A different way for the Kent County Land Bank

February 15, 2013
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I’ve been reading with interest the discussion in the Business Journal regarding the Kent County Land Bank’s purchase of tax delinquent homes for renovation. It would be hard to deny that turning dilapidated properties into attractive homes is in everyone’s best interests. But in all the talk of the benefits and value created by the Land Bank, one point always seems to be missing: the possibility that private, for-profit entities could do that same good work if given the opportunity. In my opinion, the KCLB should not be taking development opportunities away from such entrepreneurs.

As the owner of a small company that purchases foreclosed properties in the central city, extensively renovates them, and then sells or rents them, this issue is important to me and many like me. Our company, as well as other deeply committed neighbors and entrepreneurs, has significantly renovated many homes in the South Hill neighborhood. This is the community that contains the home often used as an example of KCLB’s effectiveness: 737 Madison SE.

Over the years, we have renovated many homes, with our own effort, money and risk, without any government assistance. We, like many others, have struggled to survive in a difficult investing environment these last six years. Now conditions are better and lending is beginning to break loose. Opportunities for successful renovation projects are once again in our reach. Our concern is that the KCLB is now competing directly against us on potential development opportunities. And it’s doing so with an unfair advantage: the ability to purchase desirable homes without any competitive bidding in areas we have invested in for many years.

Make no mistake, 737 Madison SE is an important home in the South Hill neighborhood and was renovated with great care, cost and attention to detail. But many feel this home was “cherry-picked” from the tax sale. This architecturally significant home, in decent shape, in an up-and-coming neighborhood, was purchased for the amount of unpaid property taxes. Many private investors would love that opportunity. But the KCLB makes the argument that most private investors would simply milk the profit from that deal without doing any work.

As an example, KCLB made the comparison between 737 Madison SE and a totally dissimilar property (in far worse shape and in a depressed part of the city) where an out-of-state owner took such an unfortunate path. Would that have been the result of 737 Madison if sold to a private investor? Maybe, maybe not. But please do not lump all investors into this slum-lord classification. There are many homes within a stone’s throw of the Madison home that have been extensively renovated by private groups for sale, rent, or personal residences. And many of them were renovated to the degree of (or better than) the Madison home.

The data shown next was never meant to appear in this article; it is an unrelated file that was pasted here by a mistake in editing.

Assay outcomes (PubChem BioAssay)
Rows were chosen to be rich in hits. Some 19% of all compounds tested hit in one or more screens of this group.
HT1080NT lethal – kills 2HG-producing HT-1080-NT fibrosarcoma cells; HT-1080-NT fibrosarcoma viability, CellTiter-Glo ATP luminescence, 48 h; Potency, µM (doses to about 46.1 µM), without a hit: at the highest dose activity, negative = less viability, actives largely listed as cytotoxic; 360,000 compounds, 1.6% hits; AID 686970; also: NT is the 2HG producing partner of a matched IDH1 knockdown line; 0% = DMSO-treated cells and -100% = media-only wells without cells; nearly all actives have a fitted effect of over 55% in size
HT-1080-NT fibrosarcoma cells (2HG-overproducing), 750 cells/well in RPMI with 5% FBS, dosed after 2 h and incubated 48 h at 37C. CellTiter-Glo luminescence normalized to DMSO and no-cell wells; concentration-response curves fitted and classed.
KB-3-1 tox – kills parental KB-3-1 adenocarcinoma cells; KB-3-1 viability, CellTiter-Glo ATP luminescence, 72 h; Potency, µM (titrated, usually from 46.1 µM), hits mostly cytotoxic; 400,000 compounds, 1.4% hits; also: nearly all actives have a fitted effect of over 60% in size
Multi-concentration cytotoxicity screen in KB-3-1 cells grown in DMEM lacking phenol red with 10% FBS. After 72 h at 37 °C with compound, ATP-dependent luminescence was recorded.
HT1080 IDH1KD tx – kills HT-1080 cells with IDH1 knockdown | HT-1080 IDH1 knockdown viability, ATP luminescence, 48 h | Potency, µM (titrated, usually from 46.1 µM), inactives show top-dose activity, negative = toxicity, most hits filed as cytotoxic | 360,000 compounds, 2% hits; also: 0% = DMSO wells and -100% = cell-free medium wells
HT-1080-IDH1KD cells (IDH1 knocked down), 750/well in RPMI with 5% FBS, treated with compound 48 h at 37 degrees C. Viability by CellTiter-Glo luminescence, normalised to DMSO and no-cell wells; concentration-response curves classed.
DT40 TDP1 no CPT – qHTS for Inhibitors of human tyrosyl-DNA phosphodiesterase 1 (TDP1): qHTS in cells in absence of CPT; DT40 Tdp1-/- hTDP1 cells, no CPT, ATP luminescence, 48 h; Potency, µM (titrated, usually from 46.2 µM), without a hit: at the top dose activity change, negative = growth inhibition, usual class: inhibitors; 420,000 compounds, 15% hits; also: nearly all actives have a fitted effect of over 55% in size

The KCLB’s goal of carefully renovating significant properties in our city is an important and honorable one. But is there another way of achieving this goal? One where qualified private entities can make that same investment? A method that empowers local entrepreneurs, rather than creating a government-backed unit that competes against us with an unfair advantage?

Here is a suggestion: Have the KCLB identify “target” properties for 2013 in the same manner it bought the 44 properties in 2012. Then, solicit proposals from licensed, qualified groups that have a proven track record of successful renovations. The proposals would provide scope of work to be performed, budgets, licensing, insurance, permitting, methods, etc. Limit the size of these bidding companies in order to encourage the growth and success of small businesses and entrepreneurs in our community. Then choose the proposal that best meets KCLB’s goals for that property. Selected groups could then purchase the properties from the county at the county’s cost, with possibly an additional fee to cover procedural costs or to support the program. If a satisfactory proposal is not submitted, the KCLB could proceed in the same manner it did in 2012 and renovate the home with its contractors.

When the example of the renovation and sale of 737 Madison SE is discussed, it is always framed in such a way that only the KCLB, a government entity, could have accomplished such an outcome. That is simply not true! There are many qualified, successful, local companies that could do so. Our local government should craft ways to support and nurture small businesses in this difficult economy, not compete against them. This is the example of the success (and wisdom) of Start Garden, 5X5, ArtPrize and many other local efforts that set West Michigan apart from much of the rest of our state and country today. I believe this is why many in our community have expressed opposition to KCLB’s actions in 2012. We would prefer to find a private solution to this admirable goal, rather than more governmental action.

John Potter
Grand Rapids

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